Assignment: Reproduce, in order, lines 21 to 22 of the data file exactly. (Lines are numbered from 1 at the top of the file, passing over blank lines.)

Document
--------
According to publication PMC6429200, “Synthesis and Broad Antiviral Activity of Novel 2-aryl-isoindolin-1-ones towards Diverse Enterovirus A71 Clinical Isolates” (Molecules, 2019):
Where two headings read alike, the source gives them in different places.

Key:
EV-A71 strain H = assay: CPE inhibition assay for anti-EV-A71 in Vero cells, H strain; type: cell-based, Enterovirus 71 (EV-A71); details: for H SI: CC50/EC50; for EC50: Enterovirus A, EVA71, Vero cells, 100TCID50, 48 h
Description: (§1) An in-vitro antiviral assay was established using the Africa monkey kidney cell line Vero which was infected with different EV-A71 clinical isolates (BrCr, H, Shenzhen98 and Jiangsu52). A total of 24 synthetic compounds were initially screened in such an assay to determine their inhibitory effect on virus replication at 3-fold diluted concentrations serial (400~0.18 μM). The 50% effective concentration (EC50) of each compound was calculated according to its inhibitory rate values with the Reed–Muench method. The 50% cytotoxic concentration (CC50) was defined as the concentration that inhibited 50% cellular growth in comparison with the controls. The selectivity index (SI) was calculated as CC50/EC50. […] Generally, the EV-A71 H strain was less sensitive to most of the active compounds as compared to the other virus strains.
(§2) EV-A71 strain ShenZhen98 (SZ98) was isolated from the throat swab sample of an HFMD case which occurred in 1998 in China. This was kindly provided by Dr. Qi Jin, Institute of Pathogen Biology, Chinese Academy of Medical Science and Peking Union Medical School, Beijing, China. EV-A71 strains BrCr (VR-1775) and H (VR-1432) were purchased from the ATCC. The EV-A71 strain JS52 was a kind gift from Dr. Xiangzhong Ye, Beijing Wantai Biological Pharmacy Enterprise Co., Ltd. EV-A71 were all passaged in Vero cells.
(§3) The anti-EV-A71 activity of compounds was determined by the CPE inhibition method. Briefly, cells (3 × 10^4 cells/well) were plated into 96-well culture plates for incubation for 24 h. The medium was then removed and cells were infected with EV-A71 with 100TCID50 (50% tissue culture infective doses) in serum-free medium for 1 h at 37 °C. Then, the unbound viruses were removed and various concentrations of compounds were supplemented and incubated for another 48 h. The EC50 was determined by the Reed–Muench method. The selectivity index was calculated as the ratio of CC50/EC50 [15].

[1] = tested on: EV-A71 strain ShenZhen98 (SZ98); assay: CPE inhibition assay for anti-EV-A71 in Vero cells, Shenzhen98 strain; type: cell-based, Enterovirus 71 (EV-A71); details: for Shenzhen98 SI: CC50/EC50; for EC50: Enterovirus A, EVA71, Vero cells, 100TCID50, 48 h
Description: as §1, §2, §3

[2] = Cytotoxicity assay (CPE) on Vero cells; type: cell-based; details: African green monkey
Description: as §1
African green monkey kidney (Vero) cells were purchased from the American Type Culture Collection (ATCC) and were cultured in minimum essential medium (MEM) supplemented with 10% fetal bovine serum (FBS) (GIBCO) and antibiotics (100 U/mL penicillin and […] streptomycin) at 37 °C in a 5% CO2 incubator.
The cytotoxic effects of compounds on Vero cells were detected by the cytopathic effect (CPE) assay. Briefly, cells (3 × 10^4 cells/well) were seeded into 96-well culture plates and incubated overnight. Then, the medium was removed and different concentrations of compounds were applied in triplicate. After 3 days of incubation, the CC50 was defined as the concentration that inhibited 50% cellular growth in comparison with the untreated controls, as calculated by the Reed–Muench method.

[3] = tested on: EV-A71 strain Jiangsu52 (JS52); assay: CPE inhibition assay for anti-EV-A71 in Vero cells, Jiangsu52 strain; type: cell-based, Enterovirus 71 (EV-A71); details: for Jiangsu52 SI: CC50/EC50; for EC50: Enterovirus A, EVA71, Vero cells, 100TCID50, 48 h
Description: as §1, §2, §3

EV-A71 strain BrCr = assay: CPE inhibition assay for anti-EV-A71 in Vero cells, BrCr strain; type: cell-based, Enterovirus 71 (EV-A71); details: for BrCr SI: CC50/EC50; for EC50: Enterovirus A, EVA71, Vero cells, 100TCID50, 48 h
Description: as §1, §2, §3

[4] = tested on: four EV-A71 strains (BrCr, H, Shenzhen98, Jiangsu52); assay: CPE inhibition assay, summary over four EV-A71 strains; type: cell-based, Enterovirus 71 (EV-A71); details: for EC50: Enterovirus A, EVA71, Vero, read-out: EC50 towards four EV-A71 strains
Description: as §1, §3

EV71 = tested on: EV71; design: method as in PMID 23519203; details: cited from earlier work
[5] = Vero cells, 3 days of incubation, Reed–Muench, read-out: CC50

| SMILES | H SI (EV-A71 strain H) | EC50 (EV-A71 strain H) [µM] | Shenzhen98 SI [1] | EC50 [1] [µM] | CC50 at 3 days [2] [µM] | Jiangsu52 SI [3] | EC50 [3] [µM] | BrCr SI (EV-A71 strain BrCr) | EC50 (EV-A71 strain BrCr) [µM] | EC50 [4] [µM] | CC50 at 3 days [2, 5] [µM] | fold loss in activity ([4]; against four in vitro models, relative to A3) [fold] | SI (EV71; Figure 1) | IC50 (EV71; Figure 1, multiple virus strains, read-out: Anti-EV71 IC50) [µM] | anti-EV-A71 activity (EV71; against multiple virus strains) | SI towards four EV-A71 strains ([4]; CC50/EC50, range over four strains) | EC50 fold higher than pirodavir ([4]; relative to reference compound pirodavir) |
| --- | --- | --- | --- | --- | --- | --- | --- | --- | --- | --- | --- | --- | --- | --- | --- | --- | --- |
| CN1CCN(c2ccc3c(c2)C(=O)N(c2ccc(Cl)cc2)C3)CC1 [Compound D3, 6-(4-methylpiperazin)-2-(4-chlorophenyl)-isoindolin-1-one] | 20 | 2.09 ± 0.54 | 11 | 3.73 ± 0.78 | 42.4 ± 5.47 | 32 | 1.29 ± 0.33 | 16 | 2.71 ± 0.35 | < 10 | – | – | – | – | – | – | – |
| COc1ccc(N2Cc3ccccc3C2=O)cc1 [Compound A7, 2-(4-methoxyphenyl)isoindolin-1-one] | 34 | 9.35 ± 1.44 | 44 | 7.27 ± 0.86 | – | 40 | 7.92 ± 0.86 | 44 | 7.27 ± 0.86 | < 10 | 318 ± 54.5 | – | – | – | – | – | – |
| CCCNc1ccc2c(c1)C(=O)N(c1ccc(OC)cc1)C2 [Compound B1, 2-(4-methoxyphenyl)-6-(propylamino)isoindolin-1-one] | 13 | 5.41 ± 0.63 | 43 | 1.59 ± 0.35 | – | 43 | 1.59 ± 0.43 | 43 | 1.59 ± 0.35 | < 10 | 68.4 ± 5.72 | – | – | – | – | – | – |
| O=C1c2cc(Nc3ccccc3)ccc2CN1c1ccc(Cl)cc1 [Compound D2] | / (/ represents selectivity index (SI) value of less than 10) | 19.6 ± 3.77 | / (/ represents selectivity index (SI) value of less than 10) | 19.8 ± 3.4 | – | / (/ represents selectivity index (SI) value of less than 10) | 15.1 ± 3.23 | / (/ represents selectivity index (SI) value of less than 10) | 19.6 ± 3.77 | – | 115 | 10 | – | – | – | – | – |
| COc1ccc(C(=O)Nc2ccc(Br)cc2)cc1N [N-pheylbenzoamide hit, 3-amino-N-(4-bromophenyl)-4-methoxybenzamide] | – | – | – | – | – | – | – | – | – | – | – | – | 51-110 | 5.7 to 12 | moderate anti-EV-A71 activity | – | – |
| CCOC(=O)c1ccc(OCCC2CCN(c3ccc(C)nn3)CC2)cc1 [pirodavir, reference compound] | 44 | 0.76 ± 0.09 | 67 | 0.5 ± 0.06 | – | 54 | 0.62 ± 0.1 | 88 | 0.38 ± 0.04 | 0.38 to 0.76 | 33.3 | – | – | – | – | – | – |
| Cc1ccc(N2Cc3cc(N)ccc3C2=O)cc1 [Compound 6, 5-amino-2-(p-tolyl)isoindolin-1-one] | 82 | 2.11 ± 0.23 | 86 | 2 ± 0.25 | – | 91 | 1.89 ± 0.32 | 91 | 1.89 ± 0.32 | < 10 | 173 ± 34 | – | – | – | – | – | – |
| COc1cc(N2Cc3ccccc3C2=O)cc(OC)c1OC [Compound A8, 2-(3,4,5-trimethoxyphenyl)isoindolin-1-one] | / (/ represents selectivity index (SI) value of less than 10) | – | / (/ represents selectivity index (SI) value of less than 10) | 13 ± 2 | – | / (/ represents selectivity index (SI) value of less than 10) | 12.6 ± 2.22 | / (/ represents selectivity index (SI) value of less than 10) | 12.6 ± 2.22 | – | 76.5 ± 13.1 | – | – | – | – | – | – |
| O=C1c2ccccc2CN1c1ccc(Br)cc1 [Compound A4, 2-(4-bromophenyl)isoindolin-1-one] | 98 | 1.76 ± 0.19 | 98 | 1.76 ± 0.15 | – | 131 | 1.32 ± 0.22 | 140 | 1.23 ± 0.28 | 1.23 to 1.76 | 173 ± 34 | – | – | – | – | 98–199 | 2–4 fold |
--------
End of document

[5] = Vero cells, 3 days of incubation, Reed–Muench, read-out: CC50

| SMILES | H SI (EV-A71 strain H) | EC50 (EV-A71 strain H) [µM] | Shenzhen98 SI [1] | EC50 [1] [µM] | CC50 at 3 days [2] [µM] | Jiangsu52 SI [3] | EC50 [3] [µM] | BrCr SI (EV-A71 strain BrCr) | EC50 (EV-A71 strain BrCr) [µM] | EC50 [4] [µM] | CC50 at 3 days [2, 5] [µM] | fold loss in activity ([4]; against four in vitro models, relative to A3) [fold] | SI (EV71; Figure 1) | IC50 (EV71; Figure 1, multiple virus strains, read-out: Anti-EV71 IC50) [µM] | anti-EV-A71 activity (EV71; against multiple virus strains) | SI towards four EV-A71 strains ([4]; CC50/EC50, range over four strains) | EC50 fold higher than pirodavir ([4]; relative to reference compound pirodavir) |